If you are teaching Aldous Huxley's dystopian novel "Brave New World" in class, as I am with my Utopian Images: Fact & Fiction course, then the main thing you want to know about this CliffsNotes on that particular book is that the two critical essays that appear in the back of this volume deal with "Society and the Individual in 'Brave New World'" and "'Brave New World Revisited': Further Thoughts on the Future." So as long as you avoid or proscribe these topics in terms of any sort of major writing assignment associated with "Brave New World," you do not have to worry about students abusing this little black and yellow-stripped book.
The tag team of Charles Higgins and Regina Higgins begin with a section devoted to the Life and Background of the Author, that covers Huxley's early years, education, jobs, literary writing, and honors and awards. This sets up "Brave New World" as the work that changed Huxley from a satirist into a social philosopher. The Introduction to the Novel section introduces readers to the historical background of the novel, which gives an indication of the real world circumstances that Huxley was responding ot, as well as a brief summary of the field of utopian fiction, the way the structure of the novel defied the conventions of such fiction, and a brief synopsis of "Brave New World." There is also a list of a dozen characters, getting down to the level of Pope and Mitsmima, as well as one of those Character Maps with which the CliffsNotes folks are so enamored.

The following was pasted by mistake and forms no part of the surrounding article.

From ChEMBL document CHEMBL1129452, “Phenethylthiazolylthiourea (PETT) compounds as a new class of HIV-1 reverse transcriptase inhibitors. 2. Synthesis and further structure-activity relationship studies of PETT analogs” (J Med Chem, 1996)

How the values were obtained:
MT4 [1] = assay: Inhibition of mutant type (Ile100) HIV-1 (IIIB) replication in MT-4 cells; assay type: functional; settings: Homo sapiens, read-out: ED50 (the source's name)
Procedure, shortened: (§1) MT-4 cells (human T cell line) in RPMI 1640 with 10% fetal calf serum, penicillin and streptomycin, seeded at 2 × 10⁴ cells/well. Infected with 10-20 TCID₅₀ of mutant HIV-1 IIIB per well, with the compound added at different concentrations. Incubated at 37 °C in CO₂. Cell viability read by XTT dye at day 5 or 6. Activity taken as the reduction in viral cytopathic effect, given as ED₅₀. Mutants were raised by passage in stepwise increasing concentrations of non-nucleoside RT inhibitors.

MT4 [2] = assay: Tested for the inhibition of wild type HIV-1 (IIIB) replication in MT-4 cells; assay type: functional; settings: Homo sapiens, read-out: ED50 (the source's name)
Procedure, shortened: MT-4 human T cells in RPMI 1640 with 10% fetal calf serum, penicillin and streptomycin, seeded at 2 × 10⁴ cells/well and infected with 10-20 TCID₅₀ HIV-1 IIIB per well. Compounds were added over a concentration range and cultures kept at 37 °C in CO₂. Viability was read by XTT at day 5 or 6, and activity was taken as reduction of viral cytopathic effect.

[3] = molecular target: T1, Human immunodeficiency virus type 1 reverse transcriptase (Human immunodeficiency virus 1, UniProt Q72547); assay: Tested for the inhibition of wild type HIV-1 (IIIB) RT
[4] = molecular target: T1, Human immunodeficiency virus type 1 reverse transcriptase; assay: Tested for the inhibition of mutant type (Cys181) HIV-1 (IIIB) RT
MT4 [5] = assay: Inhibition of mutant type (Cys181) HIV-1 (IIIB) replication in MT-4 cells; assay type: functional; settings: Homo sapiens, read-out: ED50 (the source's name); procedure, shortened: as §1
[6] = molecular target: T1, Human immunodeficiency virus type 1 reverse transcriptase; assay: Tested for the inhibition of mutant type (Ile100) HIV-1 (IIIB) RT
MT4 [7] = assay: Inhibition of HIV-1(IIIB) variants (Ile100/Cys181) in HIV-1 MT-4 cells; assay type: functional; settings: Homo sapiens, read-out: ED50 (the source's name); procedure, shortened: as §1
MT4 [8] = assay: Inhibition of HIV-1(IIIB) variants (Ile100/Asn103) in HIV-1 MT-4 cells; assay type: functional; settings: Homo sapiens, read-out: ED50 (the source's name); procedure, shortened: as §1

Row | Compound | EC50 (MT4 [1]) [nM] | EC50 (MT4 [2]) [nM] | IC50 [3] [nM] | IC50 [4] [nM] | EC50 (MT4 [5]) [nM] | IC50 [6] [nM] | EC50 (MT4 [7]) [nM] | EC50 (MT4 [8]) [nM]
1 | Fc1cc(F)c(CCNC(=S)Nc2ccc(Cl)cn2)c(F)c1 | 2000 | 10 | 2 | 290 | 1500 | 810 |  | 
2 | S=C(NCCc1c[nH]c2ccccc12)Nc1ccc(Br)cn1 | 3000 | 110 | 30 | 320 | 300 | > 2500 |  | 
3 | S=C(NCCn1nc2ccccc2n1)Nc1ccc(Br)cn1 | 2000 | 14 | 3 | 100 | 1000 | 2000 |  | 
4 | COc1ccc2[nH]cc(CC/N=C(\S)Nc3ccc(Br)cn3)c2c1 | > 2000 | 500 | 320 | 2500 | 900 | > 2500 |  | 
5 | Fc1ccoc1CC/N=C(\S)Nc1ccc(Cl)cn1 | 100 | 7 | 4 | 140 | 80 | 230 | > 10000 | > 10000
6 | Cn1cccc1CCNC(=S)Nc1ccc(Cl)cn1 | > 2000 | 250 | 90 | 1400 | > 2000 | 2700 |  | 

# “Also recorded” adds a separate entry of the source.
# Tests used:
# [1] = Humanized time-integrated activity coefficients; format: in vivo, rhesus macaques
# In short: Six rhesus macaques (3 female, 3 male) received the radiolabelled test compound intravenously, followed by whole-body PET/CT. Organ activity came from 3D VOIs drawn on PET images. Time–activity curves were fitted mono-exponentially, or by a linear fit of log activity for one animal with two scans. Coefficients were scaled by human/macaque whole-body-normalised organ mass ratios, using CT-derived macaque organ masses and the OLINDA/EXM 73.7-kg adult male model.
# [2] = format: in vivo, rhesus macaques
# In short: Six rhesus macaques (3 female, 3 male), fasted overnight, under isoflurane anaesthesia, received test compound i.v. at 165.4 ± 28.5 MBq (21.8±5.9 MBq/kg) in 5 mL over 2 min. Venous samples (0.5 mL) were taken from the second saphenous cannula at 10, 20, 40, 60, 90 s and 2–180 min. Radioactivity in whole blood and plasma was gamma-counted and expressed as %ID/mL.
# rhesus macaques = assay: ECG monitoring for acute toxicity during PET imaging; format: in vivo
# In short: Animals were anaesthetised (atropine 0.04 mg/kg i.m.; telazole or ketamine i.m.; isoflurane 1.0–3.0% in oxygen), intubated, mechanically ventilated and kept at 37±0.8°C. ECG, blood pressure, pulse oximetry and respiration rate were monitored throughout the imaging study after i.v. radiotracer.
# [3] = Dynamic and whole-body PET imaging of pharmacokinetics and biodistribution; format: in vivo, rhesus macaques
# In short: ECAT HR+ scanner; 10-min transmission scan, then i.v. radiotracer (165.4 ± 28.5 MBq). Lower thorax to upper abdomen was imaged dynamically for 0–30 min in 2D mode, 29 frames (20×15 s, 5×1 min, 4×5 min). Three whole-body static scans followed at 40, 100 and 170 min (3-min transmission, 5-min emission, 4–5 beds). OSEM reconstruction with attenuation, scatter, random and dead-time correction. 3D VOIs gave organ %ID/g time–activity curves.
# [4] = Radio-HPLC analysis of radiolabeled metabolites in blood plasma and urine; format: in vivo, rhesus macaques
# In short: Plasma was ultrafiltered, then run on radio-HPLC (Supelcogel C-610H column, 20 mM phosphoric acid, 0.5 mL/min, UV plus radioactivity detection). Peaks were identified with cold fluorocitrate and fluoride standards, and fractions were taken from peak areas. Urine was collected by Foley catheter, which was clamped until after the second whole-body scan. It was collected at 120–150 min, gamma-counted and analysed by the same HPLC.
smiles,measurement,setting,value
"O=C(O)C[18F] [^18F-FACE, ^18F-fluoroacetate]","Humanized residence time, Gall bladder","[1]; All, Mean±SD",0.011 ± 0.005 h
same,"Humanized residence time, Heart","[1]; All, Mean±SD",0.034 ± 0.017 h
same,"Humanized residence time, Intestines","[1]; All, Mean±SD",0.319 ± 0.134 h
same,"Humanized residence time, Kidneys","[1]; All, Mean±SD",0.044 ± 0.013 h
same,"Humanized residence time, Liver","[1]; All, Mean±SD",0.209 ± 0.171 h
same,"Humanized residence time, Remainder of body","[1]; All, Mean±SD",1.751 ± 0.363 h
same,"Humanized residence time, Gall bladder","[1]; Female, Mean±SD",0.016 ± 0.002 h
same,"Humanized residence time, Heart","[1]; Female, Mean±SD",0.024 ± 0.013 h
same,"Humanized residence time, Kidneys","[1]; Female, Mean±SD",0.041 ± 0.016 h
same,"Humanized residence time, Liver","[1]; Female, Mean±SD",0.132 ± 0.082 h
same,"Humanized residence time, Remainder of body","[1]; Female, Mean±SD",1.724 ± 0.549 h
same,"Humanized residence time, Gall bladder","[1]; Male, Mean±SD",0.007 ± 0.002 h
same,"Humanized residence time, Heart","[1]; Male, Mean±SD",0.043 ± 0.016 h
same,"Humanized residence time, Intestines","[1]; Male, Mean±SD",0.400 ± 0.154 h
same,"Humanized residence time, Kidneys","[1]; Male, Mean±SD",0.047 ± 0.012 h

The Critical Commentary section goes chapter by chapter, providing a summary along with a section of commentary that denotes paragraphs devoted to (a) themes, (b) style & language, (c) character insight, and (d) literary devices. The look at each chapter ends with a glossary of difficult words and phrases, as well as allusions and historical references, which is extremely helpful. This is followed by a section providing Character Analyses of Bernard Marx, John the Savage, Lenina, Linda, The D.H.C., Mustapha Mond, and Helmholtz Watson. Then there are the two aforementioned Critical Essays, the CliffsNotes Review and the CliffsNotes Resource Center, which provides books, Internet sources, and films and other recordings dealing with Huxley and his novel. There is even an index, with is a nice addition (something they did not have when I was a mere lad).
As always, my view is that the best way of using this CliffsNotes volume is to go directly to the Critical Commentaries section after you read each chapter. Use the summary to reinforce your undersanding of what happened in the chapter along with the commentaries. If you are reading the novel you might look at the glossary for each chapter as you are doing the actual reading (which, of course, you know you should be doing), but that is really the only thing you want to look at ahead of time. The other sections of this book will be much more useful to you once you have read the book.